In terms of academic attainment, French education has been the object of international concern for nearly two decades. Year after year, OECD research shows, it is among the EU countries where cultural and socioeconomic background has the greatest influence on learning outcomes. French schools are reproducing social inequality, preventing the most severely disadvantaged students from ever escaping the unfair circumstances many of them grow up in. Bullying, meanwhile, is rampant in many schools and is blamed for the two cases a month of schoolchildren taking their own lives.

No wonder then that as state schools slowly disintegrate, more prosperous families are turning to private education. The current education minister, appointed in July after a reshuffle, has no direct experience of the state school system. Like many of the political and intellectual class, Attal was educated at the École alsacienne, an elite private school in Paris. The five best middle schools (collèges) are private. Yet fee-paying schools also receive public funding, raising questions about the national investment in children who need it the most. These private institutions carry out social and educational selection, shifting the biggest challenges on to the public sector.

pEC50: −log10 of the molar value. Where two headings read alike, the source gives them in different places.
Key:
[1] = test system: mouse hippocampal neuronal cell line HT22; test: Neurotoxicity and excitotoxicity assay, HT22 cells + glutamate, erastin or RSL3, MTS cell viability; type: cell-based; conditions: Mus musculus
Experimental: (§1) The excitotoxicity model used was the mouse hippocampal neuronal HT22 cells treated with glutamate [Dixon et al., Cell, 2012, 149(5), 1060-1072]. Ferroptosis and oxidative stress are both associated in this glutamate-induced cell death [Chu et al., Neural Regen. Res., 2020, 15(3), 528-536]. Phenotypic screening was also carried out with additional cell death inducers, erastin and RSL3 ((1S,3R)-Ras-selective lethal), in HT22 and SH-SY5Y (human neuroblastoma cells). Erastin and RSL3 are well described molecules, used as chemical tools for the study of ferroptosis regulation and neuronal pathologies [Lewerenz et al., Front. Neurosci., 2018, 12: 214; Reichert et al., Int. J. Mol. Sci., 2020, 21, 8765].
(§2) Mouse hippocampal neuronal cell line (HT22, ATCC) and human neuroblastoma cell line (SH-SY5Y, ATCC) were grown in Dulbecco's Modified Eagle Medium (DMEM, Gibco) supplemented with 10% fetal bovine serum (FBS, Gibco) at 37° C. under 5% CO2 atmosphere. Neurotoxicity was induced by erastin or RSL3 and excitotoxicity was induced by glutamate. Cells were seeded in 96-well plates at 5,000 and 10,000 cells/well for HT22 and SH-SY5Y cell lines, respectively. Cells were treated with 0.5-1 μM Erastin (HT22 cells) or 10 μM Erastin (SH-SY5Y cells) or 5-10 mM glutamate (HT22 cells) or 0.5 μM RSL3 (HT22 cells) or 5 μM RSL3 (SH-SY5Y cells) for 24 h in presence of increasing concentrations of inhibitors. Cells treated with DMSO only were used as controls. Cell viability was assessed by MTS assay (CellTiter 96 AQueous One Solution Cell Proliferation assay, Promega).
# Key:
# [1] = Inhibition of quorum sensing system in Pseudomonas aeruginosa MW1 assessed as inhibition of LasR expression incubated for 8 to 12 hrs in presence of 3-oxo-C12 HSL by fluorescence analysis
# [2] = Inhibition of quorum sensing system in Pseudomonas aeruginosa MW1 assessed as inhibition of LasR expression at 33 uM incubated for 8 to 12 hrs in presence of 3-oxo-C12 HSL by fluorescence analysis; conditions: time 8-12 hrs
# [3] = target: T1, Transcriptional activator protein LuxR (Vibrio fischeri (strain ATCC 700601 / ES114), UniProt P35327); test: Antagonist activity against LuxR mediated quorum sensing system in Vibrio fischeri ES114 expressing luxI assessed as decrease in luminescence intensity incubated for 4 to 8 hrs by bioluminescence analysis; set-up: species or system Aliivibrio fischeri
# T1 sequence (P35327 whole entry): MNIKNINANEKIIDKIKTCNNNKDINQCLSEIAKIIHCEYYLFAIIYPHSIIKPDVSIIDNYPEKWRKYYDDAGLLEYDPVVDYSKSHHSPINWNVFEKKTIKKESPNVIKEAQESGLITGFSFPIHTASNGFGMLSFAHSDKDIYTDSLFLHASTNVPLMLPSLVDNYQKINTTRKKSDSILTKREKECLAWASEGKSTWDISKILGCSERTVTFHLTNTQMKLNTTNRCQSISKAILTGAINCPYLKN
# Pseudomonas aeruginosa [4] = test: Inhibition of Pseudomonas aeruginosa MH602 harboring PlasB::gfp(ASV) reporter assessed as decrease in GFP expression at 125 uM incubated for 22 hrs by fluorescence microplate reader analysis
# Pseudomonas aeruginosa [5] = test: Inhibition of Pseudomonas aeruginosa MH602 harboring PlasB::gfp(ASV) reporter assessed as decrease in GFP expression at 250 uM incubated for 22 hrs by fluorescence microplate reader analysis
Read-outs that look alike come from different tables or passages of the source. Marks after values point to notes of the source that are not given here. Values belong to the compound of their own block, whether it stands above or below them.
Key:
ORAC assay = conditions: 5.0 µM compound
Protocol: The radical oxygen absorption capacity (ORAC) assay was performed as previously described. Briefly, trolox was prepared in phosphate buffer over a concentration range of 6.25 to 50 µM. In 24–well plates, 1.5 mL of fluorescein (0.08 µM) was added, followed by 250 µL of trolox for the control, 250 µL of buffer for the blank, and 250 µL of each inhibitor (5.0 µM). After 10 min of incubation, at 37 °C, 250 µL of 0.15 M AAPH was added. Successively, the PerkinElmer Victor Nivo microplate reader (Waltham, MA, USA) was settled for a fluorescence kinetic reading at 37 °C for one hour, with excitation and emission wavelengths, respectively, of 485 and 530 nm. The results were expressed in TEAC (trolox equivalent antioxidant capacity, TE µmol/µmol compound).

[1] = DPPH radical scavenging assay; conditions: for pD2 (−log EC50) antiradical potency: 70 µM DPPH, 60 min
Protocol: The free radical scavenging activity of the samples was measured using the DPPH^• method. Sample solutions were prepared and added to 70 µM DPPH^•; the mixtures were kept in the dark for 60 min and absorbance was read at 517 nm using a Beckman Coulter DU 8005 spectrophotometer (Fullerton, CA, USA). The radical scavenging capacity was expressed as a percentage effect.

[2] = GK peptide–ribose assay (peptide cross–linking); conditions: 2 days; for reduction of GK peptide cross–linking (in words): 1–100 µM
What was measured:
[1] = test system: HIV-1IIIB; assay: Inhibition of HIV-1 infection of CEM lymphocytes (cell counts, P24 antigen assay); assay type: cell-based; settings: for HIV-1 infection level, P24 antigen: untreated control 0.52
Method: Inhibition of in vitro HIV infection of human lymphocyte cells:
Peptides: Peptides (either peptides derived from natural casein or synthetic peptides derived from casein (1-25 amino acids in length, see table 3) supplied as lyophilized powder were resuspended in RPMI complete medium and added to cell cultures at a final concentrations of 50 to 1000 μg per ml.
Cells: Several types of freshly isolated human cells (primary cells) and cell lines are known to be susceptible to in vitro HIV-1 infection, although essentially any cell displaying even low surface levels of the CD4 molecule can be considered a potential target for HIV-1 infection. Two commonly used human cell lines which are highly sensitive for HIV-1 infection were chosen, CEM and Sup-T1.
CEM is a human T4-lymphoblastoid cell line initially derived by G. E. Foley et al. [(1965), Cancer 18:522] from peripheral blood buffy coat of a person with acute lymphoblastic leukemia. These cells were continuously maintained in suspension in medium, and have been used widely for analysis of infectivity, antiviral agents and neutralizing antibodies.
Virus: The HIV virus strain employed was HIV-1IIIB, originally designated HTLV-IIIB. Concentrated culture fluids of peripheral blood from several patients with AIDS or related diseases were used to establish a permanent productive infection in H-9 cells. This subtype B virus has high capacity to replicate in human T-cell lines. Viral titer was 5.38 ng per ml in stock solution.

The core debate on national education is a societal choice: do we truly want to value the education of all children equally, and do we respect those who have children’s future in their hands?

Christine Renon, the head of an infant school in Seine-Saint-Denis, died by suicide at her workplace in 2019. According to a letter she had sent to the school management board, she was “exhausted”. She went on to detail the deficiencies and inadequate resources of an organisation that had been left to rot. This tragedy should have shocked the authorities into a profound reappraisal. Emmanuel Macron, whose government has been failing to get to grips with class sizes since 2017, pledged last year to make education a priority for his second presidential term. A year on, his new education minister’s biggest idea is a superficial measure that may infringe human rights – for no other reason, it seems, than to stir up controversy.

Rokhaya Diallo is a Guardian columnist.